38. Ig GWB had gone to Kabul before 911, and had come home waving a peace treaty document signed by bin Laden, then the event of 911 would've "Chamberlained" him, for sure.

    But, that's not how the history actually goes, is it.

  39. buddy, everyone compares today with 1938 & 39.

    Not Mr Churchill's era,
    but Mr Chamberlain's

  40. This comment has been removed by a blog administrator.

  41. No, Mr Bush goes to Turtle Bay, and waves Sanctions Resolutions, well, his Ambassador and SecState, do.

  42. Scythian=stirrups=mounted knights

  43. I read this over at Threatwatch.
    Here's my take on it and a definition of our enemy. First Treatwatch:
    "Here at ThreatsWatch we have been cautious – too much so for many – in both our tone and references to various aspects of the Islamic faith or the broader community of believers. Why? Because we believe, as we've stated before, that Islam and the average Muslim believer is also under attack by the jihadi and his ideological compatriots. And in order to defeat that enemy, the broader Muslim community must play a significant part – perhaps the critical part that has thus far been missing."
    My take is the Occam's Razor approach predicated on the Qu'ran.
    First, our enemy is Islam; the entire religion or as I prefer to call it a sociopathic ideology. Men,women,chidren. Why? Why can't I draw the politically correct line that defines the jihadi from the "ordinary Islamic". Well, first it would be incorrect from their religious standpoint. Islam DEMANDS obeisance to it's dicta, or death. Nothing can simultaneously be and not be as Schopenhauer stated. So there is no
    division of the whole. It is Islam. It is the Qu'ran. They are the enemy.
    What then must we do? Use overwhelming power to subjugate those who don't die in their cause. It means genocide or THEIR obeisance to the norms of the civilized nations of the world.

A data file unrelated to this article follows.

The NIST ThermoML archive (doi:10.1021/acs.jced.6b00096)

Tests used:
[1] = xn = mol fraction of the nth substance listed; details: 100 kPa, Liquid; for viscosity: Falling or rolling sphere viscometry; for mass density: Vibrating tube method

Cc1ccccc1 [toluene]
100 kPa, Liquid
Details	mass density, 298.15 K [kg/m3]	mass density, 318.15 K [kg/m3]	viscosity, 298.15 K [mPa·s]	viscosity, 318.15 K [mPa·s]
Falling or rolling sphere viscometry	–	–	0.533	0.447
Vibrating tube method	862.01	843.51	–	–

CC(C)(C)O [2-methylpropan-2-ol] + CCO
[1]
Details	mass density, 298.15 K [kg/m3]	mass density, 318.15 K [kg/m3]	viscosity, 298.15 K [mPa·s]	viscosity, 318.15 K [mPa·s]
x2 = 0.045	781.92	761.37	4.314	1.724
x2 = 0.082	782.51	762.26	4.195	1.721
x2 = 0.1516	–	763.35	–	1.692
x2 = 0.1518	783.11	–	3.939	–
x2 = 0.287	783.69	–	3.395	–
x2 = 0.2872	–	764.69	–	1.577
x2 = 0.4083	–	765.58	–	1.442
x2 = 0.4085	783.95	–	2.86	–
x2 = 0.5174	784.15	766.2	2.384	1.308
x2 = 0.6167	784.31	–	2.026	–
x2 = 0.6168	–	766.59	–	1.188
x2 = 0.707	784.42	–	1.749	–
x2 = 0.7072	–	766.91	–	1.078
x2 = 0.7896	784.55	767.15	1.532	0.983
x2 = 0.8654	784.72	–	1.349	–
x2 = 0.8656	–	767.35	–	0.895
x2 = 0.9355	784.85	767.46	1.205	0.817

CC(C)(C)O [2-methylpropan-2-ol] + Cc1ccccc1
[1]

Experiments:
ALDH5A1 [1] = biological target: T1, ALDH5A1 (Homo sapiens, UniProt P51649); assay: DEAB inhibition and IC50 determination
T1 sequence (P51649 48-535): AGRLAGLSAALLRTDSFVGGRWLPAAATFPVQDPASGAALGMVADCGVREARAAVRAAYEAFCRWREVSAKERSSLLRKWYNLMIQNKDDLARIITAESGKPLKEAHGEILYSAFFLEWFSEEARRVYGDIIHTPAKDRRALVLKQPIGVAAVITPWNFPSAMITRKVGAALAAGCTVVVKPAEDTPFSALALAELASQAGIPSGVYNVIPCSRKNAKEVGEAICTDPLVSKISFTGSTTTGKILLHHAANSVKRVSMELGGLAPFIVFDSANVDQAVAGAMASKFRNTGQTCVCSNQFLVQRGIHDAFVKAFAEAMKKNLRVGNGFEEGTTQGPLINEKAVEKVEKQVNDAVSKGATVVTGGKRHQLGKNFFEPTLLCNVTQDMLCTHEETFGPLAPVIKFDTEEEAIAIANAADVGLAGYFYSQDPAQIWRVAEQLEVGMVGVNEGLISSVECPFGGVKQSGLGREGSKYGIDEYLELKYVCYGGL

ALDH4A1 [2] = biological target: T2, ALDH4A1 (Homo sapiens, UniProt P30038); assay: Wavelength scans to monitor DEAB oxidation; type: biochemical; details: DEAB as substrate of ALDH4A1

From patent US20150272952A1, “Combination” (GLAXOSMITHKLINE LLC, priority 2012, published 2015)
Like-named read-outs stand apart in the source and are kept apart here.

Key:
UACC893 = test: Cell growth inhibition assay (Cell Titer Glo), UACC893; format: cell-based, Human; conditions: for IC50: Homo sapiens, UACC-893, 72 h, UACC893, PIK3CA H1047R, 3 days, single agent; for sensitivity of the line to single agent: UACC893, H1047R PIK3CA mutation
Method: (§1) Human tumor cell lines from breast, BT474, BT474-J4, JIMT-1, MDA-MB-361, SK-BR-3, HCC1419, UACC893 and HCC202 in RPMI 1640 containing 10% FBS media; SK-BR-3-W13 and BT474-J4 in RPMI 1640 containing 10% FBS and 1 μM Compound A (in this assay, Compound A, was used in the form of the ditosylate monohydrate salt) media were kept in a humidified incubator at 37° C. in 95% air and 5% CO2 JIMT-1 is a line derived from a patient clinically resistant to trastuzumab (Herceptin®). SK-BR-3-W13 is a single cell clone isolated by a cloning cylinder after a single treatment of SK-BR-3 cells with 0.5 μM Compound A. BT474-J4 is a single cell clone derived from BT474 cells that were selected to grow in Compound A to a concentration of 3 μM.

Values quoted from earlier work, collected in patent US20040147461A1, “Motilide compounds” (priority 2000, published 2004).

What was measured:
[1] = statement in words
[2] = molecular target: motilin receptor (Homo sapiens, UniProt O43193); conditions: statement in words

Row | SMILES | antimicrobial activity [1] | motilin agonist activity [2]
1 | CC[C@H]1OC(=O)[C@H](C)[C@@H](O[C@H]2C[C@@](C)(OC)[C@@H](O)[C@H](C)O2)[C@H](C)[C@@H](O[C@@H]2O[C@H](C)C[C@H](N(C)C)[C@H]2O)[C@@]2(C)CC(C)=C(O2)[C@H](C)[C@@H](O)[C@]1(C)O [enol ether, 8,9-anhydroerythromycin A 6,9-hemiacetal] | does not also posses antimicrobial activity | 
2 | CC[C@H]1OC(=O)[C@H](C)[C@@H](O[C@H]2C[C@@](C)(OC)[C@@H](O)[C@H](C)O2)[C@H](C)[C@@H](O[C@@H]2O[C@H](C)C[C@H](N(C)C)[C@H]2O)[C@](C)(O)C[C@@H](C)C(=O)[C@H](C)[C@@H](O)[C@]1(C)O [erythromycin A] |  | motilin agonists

So far in their entire history THEY have chosen the sword and eschewed negotitation.
    So far the "civilized" world has chosen to absorb the "death by a thousand cuts" rather than face that ugly word, genocide. By doing so demographic extrapolation tells us that within fifty years Islam will democratically take over the "West" including it's NBC arsenals. Then what? Dhimmitude,slavery,forced conversion, or death are our choices and democracy will pass into history in favor of 7th century philosophy... or striking first with devistating effect. Our choice. Tough world.

  44. This comment has been removed by a blog administrator.

  45. no the synthians did not have stirrups. Saddle blankets, balance and "leg" were all they used.

    They were the first light cavalry, mounting archers.

  46. India or China where the stirrup was first used. Damn--not those guys again.

  47. Fascinatin excerpt from a new "better get yo haid out yo ass, West" book.

    Fred Charles Iklé
    Columbia University Press

  49. re: Scythians, Sarmatians, Goths

    Depending on whom you read, stirrups were invented in northern China, if not on the steppe or the Caucasus, sometime from the 4th Century BC through the 6th Century AD.

    Stirrups may have traveled through China into the region occupied by the Scythians in their third imperial reincarnation. That could have been as late the beginning of the Christian era.

    It does seem the Scythians were absorbed or displaced by the Sarmatians, who were, themselves, absorbed or displaced by the Goths.

    Opinions vary as whether the Gothic cavalry at Adrianpole used stirrups. For many years it was thought they did, but that is now challenged. Adrianpole was fought in the year 378 AD.